contained in the Act of 1974, no effective steps appear to
have been taken by the State Board so far to prevent the
discharge of effluents of the Jajmau near Kanpur to the
river Ganga. The fact that such effluents are being first
discharged into the municipal sewerage does not absolve the
tanneries from being proceeded against under the provisions
of the law in force since ultimately the effluents reach the
river Ganga from the sewerage system of the municipality.
Not much has been done even under the Act of 1986 by the
Central Government to stop the grave public nuisance caused
by the tanneries at Jajmau, Kanpur. [289-E; 290C]
1.3 There is no doubt that the discharge of the trade
effluents from the tanneries into the river Ganga has been
causing considerable damage to the life of the people who
use the water of the river and also to the aquatic life in
the river. The effluents discharged from a tannery is 10
times noxious when compared with the domestic sewage which
flows into the river from any urban area on its banks. The
tanneries at Jajmau, Kanpur cannot be allowed to continue to
carry on the industrial activity unless they take steps to
establish primary treatment plant. [298E-F]
No doubt it may not be possible for the tanneries to
establish immediately the secondary system plant in view of
the large expenses involved, but having regard to the
adverse effect the effluents are having on the river water,
the tanneries at Jajmau, Kanpur, should at least set up
primary treatment plants, which is the minimum that the
tanneries should do in the circumstances of the case. The
financial capacity of the tanneries should be considered as
irrelevant while requiring them to establish primary
treatment plants. Just like an industry which cannot pay
minimum wages to its workers cannot be allowed to exist, a
tannery, which cannot set up a primary treatment plant,
cannot be permitted to continue to be in existence for the
adverse
effect on the public at large which is likely to ensue by
the discharging of the trade effluents from the tannery to
the river Ganga would be immense and it will outweigh any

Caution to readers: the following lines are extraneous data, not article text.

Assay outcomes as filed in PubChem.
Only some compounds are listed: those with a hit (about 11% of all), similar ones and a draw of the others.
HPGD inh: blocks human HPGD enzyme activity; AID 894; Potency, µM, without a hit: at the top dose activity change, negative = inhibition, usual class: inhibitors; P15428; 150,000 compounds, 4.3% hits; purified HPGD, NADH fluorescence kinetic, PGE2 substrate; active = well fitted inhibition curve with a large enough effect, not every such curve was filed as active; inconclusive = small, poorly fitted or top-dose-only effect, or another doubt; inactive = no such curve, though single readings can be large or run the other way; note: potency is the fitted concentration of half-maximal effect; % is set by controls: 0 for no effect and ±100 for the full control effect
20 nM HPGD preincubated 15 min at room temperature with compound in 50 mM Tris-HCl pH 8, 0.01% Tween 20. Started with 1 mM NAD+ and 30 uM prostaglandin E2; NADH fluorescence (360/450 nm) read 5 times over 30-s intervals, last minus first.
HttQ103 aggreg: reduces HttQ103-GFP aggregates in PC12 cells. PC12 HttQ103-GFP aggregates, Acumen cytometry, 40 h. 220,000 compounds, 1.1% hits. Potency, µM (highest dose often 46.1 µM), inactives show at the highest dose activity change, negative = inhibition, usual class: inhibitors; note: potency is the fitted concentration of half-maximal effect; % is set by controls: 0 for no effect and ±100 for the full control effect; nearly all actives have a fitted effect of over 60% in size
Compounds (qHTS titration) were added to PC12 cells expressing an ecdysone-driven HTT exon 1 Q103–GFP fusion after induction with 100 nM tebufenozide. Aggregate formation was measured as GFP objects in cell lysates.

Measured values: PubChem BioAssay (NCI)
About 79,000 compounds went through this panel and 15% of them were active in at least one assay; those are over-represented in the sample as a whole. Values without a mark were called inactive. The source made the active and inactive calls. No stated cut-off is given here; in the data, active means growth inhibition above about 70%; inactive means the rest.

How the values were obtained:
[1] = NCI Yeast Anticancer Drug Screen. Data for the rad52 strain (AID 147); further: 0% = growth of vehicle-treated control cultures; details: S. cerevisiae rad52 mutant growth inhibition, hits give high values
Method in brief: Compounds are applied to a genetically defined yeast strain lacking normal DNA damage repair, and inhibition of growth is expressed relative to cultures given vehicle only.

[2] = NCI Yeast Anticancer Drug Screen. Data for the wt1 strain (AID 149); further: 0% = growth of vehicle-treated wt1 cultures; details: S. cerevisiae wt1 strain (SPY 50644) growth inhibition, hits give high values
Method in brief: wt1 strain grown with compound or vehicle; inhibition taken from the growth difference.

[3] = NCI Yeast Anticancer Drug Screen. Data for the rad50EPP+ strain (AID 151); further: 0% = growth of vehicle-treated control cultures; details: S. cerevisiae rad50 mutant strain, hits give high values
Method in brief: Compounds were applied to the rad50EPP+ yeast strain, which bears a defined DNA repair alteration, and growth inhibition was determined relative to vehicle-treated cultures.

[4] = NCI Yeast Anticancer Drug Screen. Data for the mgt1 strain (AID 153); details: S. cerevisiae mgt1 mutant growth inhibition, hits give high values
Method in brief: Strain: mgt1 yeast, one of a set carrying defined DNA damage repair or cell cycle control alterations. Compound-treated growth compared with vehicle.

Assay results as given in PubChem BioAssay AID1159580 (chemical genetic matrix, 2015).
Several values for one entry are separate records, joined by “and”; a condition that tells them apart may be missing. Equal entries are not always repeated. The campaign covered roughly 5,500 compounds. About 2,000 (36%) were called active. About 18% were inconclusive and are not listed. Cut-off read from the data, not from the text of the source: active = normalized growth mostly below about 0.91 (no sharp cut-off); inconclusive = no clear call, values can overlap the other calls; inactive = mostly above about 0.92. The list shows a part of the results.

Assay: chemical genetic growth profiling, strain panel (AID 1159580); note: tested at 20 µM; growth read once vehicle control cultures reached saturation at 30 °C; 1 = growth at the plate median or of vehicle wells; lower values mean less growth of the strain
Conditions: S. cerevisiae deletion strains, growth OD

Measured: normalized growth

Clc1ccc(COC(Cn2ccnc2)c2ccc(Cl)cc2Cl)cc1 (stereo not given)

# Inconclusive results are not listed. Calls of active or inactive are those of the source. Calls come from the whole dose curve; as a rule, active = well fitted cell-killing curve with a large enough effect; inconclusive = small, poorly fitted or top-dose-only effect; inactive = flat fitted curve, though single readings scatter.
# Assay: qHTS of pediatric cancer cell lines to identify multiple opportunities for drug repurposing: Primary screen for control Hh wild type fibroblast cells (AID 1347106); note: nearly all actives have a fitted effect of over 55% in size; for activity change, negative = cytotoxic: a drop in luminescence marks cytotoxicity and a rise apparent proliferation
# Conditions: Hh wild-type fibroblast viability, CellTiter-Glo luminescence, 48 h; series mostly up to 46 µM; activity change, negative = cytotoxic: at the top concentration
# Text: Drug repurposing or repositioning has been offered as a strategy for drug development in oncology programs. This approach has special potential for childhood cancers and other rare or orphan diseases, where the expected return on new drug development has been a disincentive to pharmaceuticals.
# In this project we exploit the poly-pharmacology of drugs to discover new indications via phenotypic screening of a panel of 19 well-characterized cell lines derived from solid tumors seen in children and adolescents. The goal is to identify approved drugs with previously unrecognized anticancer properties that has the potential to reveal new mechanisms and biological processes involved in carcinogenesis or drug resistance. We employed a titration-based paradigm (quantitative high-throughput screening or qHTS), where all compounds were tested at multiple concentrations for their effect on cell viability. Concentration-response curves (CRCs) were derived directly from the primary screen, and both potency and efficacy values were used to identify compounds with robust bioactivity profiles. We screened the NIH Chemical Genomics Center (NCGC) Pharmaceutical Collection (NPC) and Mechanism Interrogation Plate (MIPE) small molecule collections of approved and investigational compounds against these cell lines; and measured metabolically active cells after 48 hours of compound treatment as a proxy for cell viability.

inconvenience that may be caused to the management and the
labour employed by it on account of its closure. Moreover,
the tanneries involved in this case are not taken by
surprise. For several years they are being asked to take
necessary steps to prevent the flow of untreated water from
their factories into the river. Some of them have already
complied with the demand. [298C-E]
1.4 In cases of this nature this Court may issue
appropriate directions if it finds that the public nuisance
or other wrongful act affecting or likely to affect public
is being committed and the statutory authorities which are
charged with the duty to prevent it are not taking adequate
steps to rectify the grivevance. For every breach of right
there should be a remedy. [298F-G]
It is unfortunate that a number of tanneries at Jajmau
even though they are aware of these proceedings have not
cared even to enter appearance in this Court to express
their willingness to take appropriate steps to establish the
pretreatment plants. So far as they are concerned, they are
directed to stop running of their tanneries and also not to
let out trade effluents either directly or indirectly into
the river Ganga without subjecting the trade effluents to a
pretreatment process by setting up primary treatment plants
as approved by the State Board with effect from October 1,
1987. Time granted till 31.3.1988 to other tanneries who are
members of the Hindustan Chambers of Commerce and the other
tanneries to establish primary treatment plants within six
months. If any of these tanneries does not set up a primary
treatment plant within 31.3.1988 such a tannery will stop
business with effect from 1.4.1988. [298G-H; 299D, G-H;
300A]
Such of those tanneries who have already put up primary
treatment plants may continue running provided they keep the
plants in sound working order.[299Fl
The Central Government, the Uttar Pradesh Board,
established under the provisions of the Water (Prevention
and Control of Pollution) Act, 1974 and the District
Magistrate, Kanpur are directed to enforce this order. [30OB
l
Per Singh, J: (supplementing)
The pollution of the river Ganga is affecting the life,
health and
ecology of the Indo-Gangetic Plain. The (Government as well
as Parliament both have taken a number of steps to control
the water pollution, but nothing substantial has been
achieved. No law or authority can succeed in removing the
pollution unless the people cooperate. It is the sacred duty
of all those who reside or carry on business around the
river Ganga to ensure the purity of Ganga. Tanneries at
Jajmau area near Kanpur have been polluting the Ganga in a
big way. Though notices were issued many industrialists have
not bothered either to respond to the notice or to take
elementary steps for the treatment of industrial effluent
before discharging the same into the river. Those tanneries
which have failed to take minimum steps required for the